Daniel Treacy is apologetic. He is sitting on a North London park bench on a bitterly cold morning. Nursing an ear infection and cold, he's sniffling down a crackly mobile phone. "I'm making a short film about dogs and their owners," he explains. "It's called Twin Pekes."
Treacy is evidently making up for lost time; for much of the past 10 years he has been missing/presumed dead, a victim of the rock 'n' roll lifestyle. In 1977, Treacy was 17 and living in a tower block on the Kings Road. Raised partly there and partly, for reasons he has never fully understood, with family in rural Ireland, he formed the Television Personalities with Chelsea school pals Jo Foster and Ed Ball.
Perfectly placed to watch punk's rise and fall, the group's early wry social commentaries "14th Floor", "Part Time Punks" and "Where's Bill Grundy Now?" became John Peel favourites and helped inaugurate the DIY British indie scene. Ball and Foster went on to pursue other projects but would return to help Treacy, the TVPs' major songwriter, to craft increasingly raw and emotionally-wracked albums.
A small but rabid American following bolstered the band's status as Brit indie pioneers. Creation Records boss (and Oasis discoverer) Alan McGee credited them as a key inspiration. Kurt and Courtney were fans and Debbie Harry came to see them when they played New York.
On the strength of the affectionate "I Know Where Syd Barrett Lives", Pink Floyd's David Gilmour gave them a tour support slot, but hastily withdrew the offer when they announced the drug-damaged Floyd legend's actual address to the crowd on the opening date of the tour.
Treacy became a friend of uber-fan Evan Dando during the Lemonheads frontman's sojourn in London. "He knew everything about the band - I was amazed. He got me into ecstasy - a nice crazy guy."
But it was then, in the mid-90s, that Treacy, increasingly prone to depression, onstage crack-ups and drug abuse, began his slide in to a nether world of addiction, hostel-life and jail terms. Disconnected from friends and family, many presumed the worst.
The new Television Personalities single, "All The Young Children On Smack", is their first in 11 years and a taste of the forthcoming album My Dark Places. Like so much of Treacy's work, it is the product of personal experience. His heroin addiction started when a long-term relationship foundered and he sought emotional comfort in the drug. "If you start taking heroin often enough it, does for you. Pills and speed were never a problem," he says, not entirely convincingly.
"When we went on tour the driver would turn up with a bag of pills in one hand and a bag of coke in the other - enough for a 30-date tour. But I don't find that stuff's addictive. But when heroin gets its hooks in, you're fucked.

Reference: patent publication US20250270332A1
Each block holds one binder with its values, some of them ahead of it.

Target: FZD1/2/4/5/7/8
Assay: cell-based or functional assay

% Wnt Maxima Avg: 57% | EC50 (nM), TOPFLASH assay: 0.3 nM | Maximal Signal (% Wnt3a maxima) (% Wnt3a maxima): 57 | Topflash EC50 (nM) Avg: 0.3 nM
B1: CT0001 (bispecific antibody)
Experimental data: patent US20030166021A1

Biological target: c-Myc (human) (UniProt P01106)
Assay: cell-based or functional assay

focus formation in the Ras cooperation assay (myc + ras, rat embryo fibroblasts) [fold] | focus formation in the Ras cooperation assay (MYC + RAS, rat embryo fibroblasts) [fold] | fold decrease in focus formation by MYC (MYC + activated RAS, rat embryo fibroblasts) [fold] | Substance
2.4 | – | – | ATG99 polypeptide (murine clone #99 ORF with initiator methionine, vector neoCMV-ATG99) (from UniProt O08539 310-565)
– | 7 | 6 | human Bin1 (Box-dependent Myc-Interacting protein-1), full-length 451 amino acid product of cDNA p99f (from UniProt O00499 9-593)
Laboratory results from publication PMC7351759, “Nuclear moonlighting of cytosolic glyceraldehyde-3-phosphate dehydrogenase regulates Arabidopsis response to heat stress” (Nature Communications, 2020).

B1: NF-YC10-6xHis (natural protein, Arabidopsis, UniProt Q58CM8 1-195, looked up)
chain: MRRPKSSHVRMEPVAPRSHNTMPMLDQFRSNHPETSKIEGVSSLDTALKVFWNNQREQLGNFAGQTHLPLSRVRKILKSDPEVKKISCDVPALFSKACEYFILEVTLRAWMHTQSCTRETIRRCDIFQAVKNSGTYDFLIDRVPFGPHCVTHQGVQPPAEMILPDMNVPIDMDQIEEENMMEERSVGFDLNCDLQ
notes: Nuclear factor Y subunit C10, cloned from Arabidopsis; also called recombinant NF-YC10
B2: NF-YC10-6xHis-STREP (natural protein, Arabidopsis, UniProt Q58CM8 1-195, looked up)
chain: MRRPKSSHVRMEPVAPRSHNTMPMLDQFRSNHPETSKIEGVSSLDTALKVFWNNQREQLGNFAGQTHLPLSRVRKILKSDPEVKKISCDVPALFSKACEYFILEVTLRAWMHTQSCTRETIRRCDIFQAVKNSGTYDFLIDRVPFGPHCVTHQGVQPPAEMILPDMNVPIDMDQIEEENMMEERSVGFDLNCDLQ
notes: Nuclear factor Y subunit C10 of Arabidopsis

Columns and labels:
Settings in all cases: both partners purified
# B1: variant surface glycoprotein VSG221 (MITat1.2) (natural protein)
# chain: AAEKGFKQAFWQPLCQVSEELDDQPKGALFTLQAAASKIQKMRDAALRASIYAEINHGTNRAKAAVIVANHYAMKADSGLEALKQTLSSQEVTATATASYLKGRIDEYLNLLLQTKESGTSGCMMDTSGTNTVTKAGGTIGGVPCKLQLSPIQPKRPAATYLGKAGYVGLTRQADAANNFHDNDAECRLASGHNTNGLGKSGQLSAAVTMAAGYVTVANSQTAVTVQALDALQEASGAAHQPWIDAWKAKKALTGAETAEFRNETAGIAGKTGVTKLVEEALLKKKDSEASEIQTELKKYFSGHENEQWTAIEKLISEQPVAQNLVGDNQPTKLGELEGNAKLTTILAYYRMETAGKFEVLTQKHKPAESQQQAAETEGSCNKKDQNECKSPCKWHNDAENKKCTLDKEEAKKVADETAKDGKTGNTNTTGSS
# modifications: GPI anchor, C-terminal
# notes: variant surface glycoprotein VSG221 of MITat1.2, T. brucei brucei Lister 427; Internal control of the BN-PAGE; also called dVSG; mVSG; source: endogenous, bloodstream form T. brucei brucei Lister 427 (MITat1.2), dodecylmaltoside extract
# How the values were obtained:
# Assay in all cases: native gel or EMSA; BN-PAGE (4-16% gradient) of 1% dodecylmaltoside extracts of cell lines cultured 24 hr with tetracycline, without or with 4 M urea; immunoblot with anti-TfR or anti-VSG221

"Living in the hostels, there's no way out of the drug trap. Your payday becomes everyone else's payday and vice versa - its all there is to do, a cycle you can't get out of."
In between the hostel-living there were spells spent in prison for shoplifting. It was while serving a term - last year on the HMP Weare docked near Plymouth - that his comeback began. "There's been exposés about drugs in there but I never saw much of it," he says. "The people were really easy-going compared to Brixton where there's real psychos upstairs."
At Weare he started using computers for the first time and discovered a web community of Television Personalities fans speculating on his whereabouts. Treacy cleared up the mystery by writing a letter to Iain Baker, an old friend, now a DJ at XFM.
Encouraged by the reaction, Treacy began to write songs for the first time in a decade, using guitars and keyboards loaned to him by a kindly nun who visited the prison. "I wrote a lot of the stuff for the new album in prison," he says. "They are not prison songs but that's where the ideas came to me."
Discordant and abrasive yet oddly affecting, the blend of naked emotion and lo-fi approach on My Dark Places confirms Treacy's role as an underground icon. The album was financed by another old acquaintance Laurence Bell, now supremo of the hip and happening Domino Records - the home of Franz Ferdinand and The Arctic Monkeys.
He has no plans to take the album on the road, though. "I don't think we will tour but there will be one-off gigs. Part of me fears that on tour temptation would rear its head. I'm prepared for people to turn up and stare; I guess Pete Doherty gets that, but its stupid to pull us into the Babyshambles scene. Any scene we're meant to have started was purely inadvertent.
"I'm frustrated at how long it's taken the album to come out but that's the nature of the music business. I'm sure there'll be a follow-up but I've also been offered a book contract and my first art show. I'm leaning toward making movies, I've got a lot of good friends and a lot of ideas I want to explore," he smiles.
"All the Young Children on Smack" is out now on Domino RecordsReuse content